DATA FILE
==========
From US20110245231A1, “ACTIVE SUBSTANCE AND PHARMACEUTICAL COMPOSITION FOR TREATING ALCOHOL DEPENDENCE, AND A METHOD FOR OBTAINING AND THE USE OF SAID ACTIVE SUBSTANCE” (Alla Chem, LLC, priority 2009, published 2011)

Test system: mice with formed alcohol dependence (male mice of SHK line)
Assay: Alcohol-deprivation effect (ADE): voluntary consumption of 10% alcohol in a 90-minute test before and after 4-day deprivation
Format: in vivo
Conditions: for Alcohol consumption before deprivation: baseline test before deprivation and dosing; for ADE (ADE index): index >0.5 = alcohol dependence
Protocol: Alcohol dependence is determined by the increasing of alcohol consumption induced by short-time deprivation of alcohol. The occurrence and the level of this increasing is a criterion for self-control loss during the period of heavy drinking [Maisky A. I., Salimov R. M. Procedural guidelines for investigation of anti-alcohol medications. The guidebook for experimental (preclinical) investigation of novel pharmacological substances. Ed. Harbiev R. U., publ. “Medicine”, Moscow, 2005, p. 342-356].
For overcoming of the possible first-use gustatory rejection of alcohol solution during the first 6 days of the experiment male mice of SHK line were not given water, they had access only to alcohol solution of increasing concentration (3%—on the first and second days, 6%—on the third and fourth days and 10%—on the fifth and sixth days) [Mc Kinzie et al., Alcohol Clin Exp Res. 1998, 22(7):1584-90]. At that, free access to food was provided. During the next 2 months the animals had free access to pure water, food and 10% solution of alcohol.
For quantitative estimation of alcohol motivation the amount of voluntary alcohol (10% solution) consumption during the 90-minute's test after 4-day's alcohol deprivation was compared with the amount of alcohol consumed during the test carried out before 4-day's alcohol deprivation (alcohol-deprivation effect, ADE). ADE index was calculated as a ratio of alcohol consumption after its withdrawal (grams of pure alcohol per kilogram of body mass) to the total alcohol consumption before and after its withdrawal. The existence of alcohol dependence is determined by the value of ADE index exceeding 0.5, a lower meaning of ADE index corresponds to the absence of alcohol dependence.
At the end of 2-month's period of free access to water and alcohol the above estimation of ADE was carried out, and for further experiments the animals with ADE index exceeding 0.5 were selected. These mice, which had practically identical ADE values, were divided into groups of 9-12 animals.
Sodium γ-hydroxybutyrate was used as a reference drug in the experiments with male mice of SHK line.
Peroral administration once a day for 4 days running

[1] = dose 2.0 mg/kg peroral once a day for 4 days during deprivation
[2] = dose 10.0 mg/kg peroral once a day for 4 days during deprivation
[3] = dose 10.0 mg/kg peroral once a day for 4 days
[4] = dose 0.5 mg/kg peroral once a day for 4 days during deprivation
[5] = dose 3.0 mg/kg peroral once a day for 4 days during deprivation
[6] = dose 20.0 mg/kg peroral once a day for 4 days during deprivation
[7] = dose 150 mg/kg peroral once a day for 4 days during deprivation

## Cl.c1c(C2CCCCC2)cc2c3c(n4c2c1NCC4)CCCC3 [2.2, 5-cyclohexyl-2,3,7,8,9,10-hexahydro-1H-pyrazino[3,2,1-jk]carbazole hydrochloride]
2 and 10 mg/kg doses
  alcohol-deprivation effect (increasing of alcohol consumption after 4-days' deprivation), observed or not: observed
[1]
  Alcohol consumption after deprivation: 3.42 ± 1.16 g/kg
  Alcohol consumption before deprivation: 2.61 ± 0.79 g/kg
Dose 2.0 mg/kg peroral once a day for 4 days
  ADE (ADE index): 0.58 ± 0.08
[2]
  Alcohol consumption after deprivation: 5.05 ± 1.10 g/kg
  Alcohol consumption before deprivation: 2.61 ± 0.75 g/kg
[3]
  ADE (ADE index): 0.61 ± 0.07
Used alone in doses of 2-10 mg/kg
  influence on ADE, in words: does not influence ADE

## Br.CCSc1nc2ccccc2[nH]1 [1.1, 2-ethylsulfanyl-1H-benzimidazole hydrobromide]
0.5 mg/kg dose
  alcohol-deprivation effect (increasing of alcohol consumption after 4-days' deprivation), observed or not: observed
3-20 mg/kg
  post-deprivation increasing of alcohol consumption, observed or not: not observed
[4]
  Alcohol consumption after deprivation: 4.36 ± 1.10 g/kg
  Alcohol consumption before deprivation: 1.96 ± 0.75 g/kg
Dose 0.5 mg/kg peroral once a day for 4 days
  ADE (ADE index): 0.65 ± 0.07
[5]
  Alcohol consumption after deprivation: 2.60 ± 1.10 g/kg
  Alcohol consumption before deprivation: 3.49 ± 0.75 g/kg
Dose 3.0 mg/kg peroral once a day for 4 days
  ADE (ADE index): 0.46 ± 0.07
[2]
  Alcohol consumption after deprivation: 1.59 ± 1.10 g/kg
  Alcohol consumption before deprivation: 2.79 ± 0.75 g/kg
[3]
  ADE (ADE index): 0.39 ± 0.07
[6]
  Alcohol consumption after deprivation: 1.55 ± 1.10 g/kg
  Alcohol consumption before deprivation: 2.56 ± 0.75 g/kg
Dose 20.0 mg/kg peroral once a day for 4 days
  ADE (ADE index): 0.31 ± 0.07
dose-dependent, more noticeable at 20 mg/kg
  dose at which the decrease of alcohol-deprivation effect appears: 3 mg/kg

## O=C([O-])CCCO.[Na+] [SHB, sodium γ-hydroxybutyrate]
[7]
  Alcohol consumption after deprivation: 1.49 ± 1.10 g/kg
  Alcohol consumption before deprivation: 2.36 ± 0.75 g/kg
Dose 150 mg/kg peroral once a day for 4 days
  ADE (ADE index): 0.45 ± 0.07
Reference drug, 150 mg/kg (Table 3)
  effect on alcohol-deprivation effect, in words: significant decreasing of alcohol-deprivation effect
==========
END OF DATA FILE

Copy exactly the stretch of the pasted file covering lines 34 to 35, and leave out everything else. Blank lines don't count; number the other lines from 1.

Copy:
## Br.CCSc1nc2ccccc2[nH]1 [1.1, 2-ethylsulfanyl-1H-benzimidazole hydrobromide]
0.5 mg/kg dose